Introducing Quick Group Chat

I’ve been working on a litte side project the last few weeks called Quick Group Chat. The site/service came from some IM conversations I was having with friends. I was talking to one friend on Gtalk and the other was on AIM and we were trying to plan a trip. There was no way for us to get in to a ‘quick group chat’ that let us ad hoc talk with each other.

I’d been looking for an excuse to play with nodejs and jquery, so I forked the node_chat example app. Since I started with the node_chat demo, I had a good structure to get started with. The app is basically built out of four files: server.js, client.js, style.css and index.html. To start off I added in a layer called ‘rooms’ in to the server that encapsulated a session, which represents a user. When a user joins, if they aren’t trying to join a room or if the server can’t find a room they were trying to join, a new room is created and an ID is given to it. The user’s session is assigned to that room and the chat buffer is kept for that room. The ID is passed back to the client, and the client updates the location.hash with the room’s ID.

From then anybody who has the URL with the location.hash can join the room. When the user navigates to that URL, the client passes the room ID to the server, and the server joins the user to the room. Since the chat buffer is kept for the room, every time a user joins the room they get to see the prior chat log. When the last user leaves a room, the room is destroyed along with all the data. Hence, quick group chat. Once you’re in the room, the URL is they to invite other people in.  It’s all pretty simple.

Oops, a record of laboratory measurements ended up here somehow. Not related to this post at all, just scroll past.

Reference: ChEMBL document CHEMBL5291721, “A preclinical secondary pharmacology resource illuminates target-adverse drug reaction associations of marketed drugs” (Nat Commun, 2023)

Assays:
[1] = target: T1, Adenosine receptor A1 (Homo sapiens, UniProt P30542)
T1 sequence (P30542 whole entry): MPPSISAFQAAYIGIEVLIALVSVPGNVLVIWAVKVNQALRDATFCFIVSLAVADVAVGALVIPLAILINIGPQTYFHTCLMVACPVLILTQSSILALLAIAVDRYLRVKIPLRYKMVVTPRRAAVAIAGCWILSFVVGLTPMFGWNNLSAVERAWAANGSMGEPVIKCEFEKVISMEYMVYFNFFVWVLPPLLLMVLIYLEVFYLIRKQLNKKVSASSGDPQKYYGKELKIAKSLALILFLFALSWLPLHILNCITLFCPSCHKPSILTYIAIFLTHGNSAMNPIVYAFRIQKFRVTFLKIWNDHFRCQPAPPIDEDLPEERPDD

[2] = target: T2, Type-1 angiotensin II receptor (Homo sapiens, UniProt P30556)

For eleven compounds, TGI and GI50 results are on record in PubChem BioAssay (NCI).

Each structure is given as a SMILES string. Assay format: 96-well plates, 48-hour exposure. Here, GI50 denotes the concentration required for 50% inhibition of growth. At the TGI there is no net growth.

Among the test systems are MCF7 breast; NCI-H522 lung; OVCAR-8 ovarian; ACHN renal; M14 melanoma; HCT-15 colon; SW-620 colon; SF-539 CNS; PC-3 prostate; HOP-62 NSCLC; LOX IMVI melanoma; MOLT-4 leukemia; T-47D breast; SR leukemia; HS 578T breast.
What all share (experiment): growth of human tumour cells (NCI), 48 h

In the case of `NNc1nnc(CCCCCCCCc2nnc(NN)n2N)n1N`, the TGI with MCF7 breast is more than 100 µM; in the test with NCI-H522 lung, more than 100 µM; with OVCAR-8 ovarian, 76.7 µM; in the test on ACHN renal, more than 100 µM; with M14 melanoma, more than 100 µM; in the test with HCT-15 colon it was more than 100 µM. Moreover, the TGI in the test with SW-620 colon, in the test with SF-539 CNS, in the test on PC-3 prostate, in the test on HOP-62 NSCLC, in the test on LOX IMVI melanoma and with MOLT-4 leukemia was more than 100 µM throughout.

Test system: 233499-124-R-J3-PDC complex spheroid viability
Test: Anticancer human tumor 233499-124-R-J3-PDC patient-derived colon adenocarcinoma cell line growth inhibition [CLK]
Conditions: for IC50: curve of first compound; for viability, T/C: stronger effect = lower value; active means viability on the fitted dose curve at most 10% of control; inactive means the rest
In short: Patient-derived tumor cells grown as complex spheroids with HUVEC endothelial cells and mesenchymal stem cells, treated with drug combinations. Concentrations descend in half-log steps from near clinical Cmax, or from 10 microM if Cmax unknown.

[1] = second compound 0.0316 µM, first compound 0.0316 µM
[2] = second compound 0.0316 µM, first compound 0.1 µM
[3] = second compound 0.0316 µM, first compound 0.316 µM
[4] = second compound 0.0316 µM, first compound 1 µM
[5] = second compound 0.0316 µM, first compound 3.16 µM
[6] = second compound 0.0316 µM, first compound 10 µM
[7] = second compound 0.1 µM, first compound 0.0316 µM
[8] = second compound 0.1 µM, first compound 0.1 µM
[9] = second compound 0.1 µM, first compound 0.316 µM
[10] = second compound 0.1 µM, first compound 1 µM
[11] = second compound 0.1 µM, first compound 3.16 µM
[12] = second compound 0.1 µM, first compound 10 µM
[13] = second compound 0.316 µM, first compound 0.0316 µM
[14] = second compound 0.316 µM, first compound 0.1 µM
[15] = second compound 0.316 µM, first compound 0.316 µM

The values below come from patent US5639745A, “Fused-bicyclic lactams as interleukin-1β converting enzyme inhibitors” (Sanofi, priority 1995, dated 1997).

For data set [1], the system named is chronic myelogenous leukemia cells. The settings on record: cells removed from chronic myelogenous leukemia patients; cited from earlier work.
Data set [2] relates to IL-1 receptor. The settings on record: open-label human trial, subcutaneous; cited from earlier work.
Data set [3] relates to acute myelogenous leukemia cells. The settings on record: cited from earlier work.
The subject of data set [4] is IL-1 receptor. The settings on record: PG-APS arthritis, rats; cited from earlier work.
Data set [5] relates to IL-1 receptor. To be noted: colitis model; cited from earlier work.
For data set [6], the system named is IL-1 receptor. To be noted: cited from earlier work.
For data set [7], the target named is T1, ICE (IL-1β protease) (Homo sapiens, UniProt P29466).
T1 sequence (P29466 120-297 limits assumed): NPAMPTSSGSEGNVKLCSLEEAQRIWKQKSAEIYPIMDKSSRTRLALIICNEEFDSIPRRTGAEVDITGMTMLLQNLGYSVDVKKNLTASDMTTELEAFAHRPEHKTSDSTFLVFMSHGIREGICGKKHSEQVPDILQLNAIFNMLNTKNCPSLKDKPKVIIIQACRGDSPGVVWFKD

I also added in some styling to make it little more fun and easier to read. Each user is assigned their own color based on a color wheel. The formula is kind of fun and easy. For each user’s nickname the code goes over the nick and sums up the ASCII code for each letter in the name, then mod’s it against the total number of colors in the color wheel then assigns a CSS class for that color to the message. That way every time “Aditya” logs in, the user’s color is the same. There’s one exception, and that’s the “me” user. Your typing always looks the same always; thus, the way other people see “Aditya” is always consistent and they see a consistent color for you. I may change that later but it makes other people’s chat pop and your own words a bit more subdued.

Lastly, I hosted it on duostack. This was one of the coolest parts. Once I set up some SSH keys, I added duostack as a remote to my git. Every time I do a “git push duostack”, their remote repository is updated and the app recycles. It’s crazy easy to deploy to their service and it runs really well there. I’ve been amazed at how easy it is and really happy with the service.

Check it out, use it yourself, or fork it and let me know how it goes!